Zithromax/Zmax SR (azithromycin) - Risk of Potentially Fatal Irregular Heart Beats - For Health Professionals
- Starting date:
- May 14, 2013
- Posting date:
- May 16, 2013
- Type of communication:
- Dear Healthcare Professional Letter
- Source of recall:
- Health Canada
- Product label update
- Healthcare Professionals
- Identification number:
This is duplicated text of a letter from Pfizer Canada Inc. Contact the company for a copy of any references, attachments or enclosures.
Health Canada Endorsed Important Safety Information on ZITHROMAX/ZMAX SR (azithromycin)
May 14, 2013
Dear Healthcare Professional,
Subject: ZITHROMAX® /ZMAX SR® (azithromycin) and the Risk of potentially Fatal Cardiac Arrhythmias
Pfizer Canada Inc., in collaboration with Health Canada, would like to inform you of revisions to the Product Monographs for ZITHROMAX and ZMAX SR (azithromycin) regarding the risk of potentially fatal cardiac arrhythmias. A small absolute increase in the risk of cardiovascular deaths was observed in patients taking azithromycin as compared to those who took no antibiotics and those who took amoxicillin in a recent study by Ray et al.1 This risk mainly affected patients who were at a higher baseline risk for cardiovascular events.
Pfizer completed a review of all relevant available data, and has decided to update the Precautions section of the ZITHROMAX and ZMAX SR product monographs to include additional instructions.
- There have been rare reports of QT prolongation and torsades de pointes in patients receiving therapeutic doses of azithromycin.
- Caution is required when treating patients with congenital or documented QT prolongation; with electrolyte disturbance, particularly in cases of hypokalaemia and hypomagnesemia or with clinically relevant bradycardia, cardiac arrhythmia or cardiac insufficiency.
- Caution is also required when treating patients currently receiving treatment with other active substances known to prolong QT interval such as antiarrhythmics of classes IA and III, antipsychotic agents, antidepressants and fluoroquinolones.
- Elderly patients may be more susceptible to drug-associated effects on the QT interval.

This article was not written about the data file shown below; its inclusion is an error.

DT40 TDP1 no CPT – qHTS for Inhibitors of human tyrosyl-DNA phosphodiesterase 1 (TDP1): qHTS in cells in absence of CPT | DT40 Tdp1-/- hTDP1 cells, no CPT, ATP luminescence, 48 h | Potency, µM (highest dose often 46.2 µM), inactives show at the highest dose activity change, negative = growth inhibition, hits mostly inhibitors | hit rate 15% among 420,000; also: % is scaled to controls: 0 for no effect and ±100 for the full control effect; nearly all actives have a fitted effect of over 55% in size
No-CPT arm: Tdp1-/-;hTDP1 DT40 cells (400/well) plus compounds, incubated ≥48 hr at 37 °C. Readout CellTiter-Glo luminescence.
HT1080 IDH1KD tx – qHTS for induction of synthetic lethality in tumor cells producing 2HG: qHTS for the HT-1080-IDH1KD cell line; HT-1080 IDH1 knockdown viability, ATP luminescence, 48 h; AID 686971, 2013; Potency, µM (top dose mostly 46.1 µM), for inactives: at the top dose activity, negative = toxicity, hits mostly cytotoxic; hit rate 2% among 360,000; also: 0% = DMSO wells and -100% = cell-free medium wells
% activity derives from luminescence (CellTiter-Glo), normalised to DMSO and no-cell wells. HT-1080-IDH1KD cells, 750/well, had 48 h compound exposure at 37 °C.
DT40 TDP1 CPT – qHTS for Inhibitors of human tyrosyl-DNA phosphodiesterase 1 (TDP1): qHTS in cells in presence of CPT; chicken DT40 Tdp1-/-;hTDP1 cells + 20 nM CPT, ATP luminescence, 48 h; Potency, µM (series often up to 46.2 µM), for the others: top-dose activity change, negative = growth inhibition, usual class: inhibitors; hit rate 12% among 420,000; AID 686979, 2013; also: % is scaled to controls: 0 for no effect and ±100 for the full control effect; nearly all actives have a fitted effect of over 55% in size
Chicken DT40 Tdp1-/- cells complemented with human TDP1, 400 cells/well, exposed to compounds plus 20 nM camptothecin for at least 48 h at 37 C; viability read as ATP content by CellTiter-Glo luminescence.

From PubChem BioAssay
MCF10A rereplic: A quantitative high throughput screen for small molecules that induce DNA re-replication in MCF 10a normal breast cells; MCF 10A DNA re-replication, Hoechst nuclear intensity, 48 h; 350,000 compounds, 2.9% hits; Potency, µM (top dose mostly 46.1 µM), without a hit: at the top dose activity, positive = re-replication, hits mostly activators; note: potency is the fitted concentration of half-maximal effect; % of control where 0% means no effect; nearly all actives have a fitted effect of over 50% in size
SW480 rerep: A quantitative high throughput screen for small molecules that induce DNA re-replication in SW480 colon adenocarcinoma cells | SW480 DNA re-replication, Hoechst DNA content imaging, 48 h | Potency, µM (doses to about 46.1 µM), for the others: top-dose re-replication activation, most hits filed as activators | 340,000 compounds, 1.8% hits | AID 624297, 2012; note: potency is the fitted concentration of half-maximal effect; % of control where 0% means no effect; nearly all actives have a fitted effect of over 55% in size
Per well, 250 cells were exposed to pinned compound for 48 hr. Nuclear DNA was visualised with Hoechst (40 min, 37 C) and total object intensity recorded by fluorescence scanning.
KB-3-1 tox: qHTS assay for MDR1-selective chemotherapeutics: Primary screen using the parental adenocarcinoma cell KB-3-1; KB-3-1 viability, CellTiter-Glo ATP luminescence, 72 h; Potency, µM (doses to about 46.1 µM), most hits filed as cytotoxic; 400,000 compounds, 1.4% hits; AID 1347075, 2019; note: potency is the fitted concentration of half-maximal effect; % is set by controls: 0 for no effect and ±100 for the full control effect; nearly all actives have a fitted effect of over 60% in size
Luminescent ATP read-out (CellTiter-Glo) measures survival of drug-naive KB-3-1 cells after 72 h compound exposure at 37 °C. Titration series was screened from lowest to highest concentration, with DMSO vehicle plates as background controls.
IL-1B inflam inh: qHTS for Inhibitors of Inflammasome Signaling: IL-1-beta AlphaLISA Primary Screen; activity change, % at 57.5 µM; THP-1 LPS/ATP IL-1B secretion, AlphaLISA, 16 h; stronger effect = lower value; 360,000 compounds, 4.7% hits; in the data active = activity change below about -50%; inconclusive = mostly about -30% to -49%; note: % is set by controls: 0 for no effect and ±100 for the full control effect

Prolonged cardiac repolarization and QT interval have been seen in treatment with macrolides including azithromycin. Health care practitioners should consider the risk of fatal cardiac arrhythmias with azithromycin when prescribing antibacterial treatment for patients who are already at risk for cardiovascular events.
The profile of azithromycin is continually monitored and reassessed as new information becomes available through the literature, clinical studies, spontaneous reports, and safety data base searches.
Managing marketed health product-related adverse reactions depends on health care professionals and consumers reporting them. Reporting rates determined on the basis of spontaneously reported post-marketing adverse reactions are generally presumed to underestimate the risks associated with health product treatments. Any case of serious QT prolongation and torsades de pointes or other serious or unexpected adverse reactions in patients receiving ZITHROMAX and ZMAX SR should be reported to Pfizer Canada Inc. or Health Canada.
If you have an inquiry of a medical nature related to ZITHROMAX and ZMAX SR (azithromycin), please contact our Medical Information Services as per the contact information below
Pfizer Canada Inc.
17300 Trans-Canada Highway
Kirkland, QC H9J 2M5
This notice can be found on Pfizer Canada’s website.
To correct your mailing address or fax number, contact Pfizer Canada Inc.
You can report any suspected adverse reactions associated with the use of health products to Health Canada by:
- Calling toll-free at 1-866-234-2345; or
- Visiting MedEffect Canada's Web page on Adverse Reaction Reporting for information on how to report online, by mail or by fax.
For other health product inquiries related to this communication, please contact Health Canada at:
Marketed Health Products Directorate
original signed by
Bernard Prigent, MD, MBA
Vice-President and Medical Director
Pfizer Canada Inc.
1. Ray WA, Murray KT, Hall K, Arbogast PG, Stein CM. Azithromycin and the Risk of Cardiovascular Death. The New England Journal of Medicine 2012;366:1881-90.